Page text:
Returns to Halma (LON: HLMA) do not increase



There are a few key trends to look for if we are to identify the next multi-bagger. First, we will want to see a return on capital employed (ROCE) which increases and, on the other hand, a based capital employed. If you see this, it usually means it’s a company with a great business model and plenty of profitable reinvestment opportunities. Therefore, when we briefly examined Halma (LON: HLMA) Trend ROCE, we were pretty happy with what we saw.

Understanding Return on Capital Employed (ROCE)

For those who don’t know, ROCE is a measure of a company’s annual pre-tax profit (its return), relative to the capital employed in the company. Analysts use this formula to calculate it for Halma:

Return on capital employed = Profit before interest and taxes (EBIT) ÷ (Total assets – Current liabilities)

0.14 = £ 230million (£ 1.9bn – £ 291million) (Based on the last twelve months up to March 2021).

So, Halma has a ROCE of 14%. This is a fairly standard return and it is in line with the industry average of 14%.

See our latest review for Halma

LSE: HLMA Review of the capital employed on June 11, 2021

Above you can see how Halma’s current ROCE compares to her previous returns on capital, but there is little you can say about the past. If you are interested, you can view analyst forecasts in our free analyst forecast report for the company.

So what’s the trend for Halma’s ROCE?

While the returns on capital are good, they haven’t budged much. The company has employed 77% more capital over the past five years and returns on that capital have remained stable at 14%. 14% is pretty standard return, and it’s reassuring to know that Halma has always earned that amount. Stable returns in this basic stage can be unattractive, but if they can be sustained over the long term, they often offer nice rewards for shareholders.

The bottom line

To sum up, Halma simply reinvested capital regularly, at these decent rates of return. And the stock has performed incredibly well with a 200% return over the past five years, so long-term investors are undoubtedly delighted with the result. So while the stock may be “more expensive” than it used to be, we believe that the strong fundamentals warrant further research into this stock.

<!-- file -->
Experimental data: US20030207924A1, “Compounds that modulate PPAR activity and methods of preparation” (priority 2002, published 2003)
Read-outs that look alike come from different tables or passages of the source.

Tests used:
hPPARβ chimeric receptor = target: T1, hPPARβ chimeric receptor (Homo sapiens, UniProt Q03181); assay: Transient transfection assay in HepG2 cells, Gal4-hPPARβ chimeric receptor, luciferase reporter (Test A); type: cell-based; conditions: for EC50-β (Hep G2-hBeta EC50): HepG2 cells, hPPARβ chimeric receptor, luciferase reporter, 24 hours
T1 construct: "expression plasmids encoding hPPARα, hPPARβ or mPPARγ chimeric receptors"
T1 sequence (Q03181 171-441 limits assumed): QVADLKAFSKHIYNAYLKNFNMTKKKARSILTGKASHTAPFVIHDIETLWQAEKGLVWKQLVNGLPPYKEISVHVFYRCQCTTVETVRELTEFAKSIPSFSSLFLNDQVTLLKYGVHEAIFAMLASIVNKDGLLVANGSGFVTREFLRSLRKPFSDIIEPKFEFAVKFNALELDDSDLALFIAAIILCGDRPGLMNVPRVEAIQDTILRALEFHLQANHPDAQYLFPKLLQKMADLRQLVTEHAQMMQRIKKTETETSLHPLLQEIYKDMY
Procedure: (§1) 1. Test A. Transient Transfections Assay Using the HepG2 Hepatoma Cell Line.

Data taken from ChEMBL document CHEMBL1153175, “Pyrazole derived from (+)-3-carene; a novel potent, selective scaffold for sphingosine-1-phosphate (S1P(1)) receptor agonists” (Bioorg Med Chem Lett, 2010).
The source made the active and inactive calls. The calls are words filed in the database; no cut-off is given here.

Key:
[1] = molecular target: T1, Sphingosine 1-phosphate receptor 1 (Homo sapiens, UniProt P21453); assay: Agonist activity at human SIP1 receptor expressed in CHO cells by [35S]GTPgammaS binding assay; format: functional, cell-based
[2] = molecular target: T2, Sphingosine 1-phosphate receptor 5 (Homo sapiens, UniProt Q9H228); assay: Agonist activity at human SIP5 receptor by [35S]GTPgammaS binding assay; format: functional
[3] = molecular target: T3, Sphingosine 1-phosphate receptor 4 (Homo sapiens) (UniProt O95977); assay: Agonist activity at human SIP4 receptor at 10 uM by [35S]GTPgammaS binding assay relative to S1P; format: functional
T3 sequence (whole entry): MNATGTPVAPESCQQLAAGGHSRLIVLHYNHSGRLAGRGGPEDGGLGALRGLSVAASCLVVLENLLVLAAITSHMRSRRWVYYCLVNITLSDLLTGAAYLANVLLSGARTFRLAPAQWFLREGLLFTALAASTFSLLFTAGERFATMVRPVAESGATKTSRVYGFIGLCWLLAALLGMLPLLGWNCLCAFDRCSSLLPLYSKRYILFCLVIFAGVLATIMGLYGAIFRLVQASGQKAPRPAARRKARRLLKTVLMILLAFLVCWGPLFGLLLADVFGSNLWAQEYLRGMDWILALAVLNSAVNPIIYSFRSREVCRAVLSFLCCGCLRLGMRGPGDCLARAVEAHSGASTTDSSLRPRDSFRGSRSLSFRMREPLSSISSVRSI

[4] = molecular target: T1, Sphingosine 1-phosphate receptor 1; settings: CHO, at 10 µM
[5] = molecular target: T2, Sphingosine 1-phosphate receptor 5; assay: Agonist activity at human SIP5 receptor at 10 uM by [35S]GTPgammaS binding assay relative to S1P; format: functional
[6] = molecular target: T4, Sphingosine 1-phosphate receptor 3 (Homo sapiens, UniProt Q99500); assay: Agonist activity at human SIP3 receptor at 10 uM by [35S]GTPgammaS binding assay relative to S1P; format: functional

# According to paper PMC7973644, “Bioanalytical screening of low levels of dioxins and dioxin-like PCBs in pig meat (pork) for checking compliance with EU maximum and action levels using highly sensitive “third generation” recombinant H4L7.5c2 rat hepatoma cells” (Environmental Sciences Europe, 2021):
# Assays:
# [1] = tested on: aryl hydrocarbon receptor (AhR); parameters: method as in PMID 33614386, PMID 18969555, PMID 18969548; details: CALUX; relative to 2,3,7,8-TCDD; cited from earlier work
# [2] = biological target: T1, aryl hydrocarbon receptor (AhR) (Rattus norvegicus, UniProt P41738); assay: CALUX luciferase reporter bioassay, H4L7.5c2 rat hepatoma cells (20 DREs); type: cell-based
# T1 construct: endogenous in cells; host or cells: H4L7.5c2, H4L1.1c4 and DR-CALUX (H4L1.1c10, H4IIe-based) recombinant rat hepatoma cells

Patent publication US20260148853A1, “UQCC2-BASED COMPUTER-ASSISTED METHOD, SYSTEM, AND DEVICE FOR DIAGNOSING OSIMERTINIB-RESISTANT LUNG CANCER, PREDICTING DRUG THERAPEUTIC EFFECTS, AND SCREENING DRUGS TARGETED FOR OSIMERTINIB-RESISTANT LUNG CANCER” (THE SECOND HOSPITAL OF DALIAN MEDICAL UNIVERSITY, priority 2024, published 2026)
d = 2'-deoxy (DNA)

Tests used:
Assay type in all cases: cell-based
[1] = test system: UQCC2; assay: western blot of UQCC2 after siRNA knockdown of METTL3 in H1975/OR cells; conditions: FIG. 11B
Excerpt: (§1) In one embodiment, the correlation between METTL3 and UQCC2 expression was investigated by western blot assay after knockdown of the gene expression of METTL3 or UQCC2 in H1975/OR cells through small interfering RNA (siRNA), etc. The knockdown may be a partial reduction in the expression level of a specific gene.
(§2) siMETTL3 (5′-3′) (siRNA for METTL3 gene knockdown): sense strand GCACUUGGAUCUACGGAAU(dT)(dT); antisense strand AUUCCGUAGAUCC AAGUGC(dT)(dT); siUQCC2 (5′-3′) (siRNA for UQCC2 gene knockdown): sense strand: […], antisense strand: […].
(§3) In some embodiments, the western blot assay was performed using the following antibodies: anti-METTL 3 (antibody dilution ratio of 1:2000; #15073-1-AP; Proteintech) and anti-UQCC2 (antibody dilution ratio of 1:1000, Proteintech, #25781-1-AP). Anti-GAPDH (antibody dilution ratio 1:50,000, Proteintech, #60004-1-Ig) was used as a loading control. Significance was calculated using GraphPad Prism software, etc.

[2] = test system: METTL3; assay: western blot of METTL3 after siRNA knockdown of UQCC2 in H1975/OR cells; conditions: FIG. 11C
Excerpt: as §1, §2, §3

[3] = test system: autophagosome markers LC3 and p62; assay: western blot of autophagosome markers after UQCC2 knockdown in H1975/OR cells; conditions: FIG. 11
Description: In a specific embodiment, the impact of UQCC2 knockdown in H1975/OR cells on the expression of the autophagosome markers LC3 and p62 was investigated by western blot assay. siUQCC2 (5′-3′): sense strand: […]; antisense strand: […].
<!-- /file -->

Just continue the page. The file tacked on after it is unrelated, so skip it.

While Halma isn’t too shining in this regard, it’s still worth seeing if the company is trading at attractive prices. You can find out with our FREE estimate of intrinsic value on our platform.

While Halma does not currently generate the highest returns, we have compiled a list of companies that currently generate over 25% return on equity. Check it out free list here.

Promoted
If you decide to trade Halma, use the cheapest platform * which is ranked # 1 overall by Barron’s, Interactive brokers. Trade stocks, options, futures, currencies, bonds and funds in 135 markets, all from one integrated account.

This Simply Wall St article is general in nature. It does not constitute a recommendation to buy or sell shares and does not take into account your goals or your financial situation. Our aim is to bring you long-term, targeted analysis based on fundamental data. Note that our analysis may not take into account the latest announcements from price sensitive companies or qualitative material. Simply Wall St has no position in any of the stocks mentioned.
*Interactive Brokers Ranked Least Expensive Broker By StockBrokers.com Online Annual Review 2020

Do you have any feedback on this item? Are you worried about the content? Get in touch with us directly. You can also send an email to the editorial team (at) simplywallst.com.



Source link

Previous Things are getting ugly: the purchasing power of the dollar has plunged at the fastest rate since 1982. It is "permanent" and not "temporary", will not rebound
Next I played Sable purely for art, but its freewheeling world and history hooked me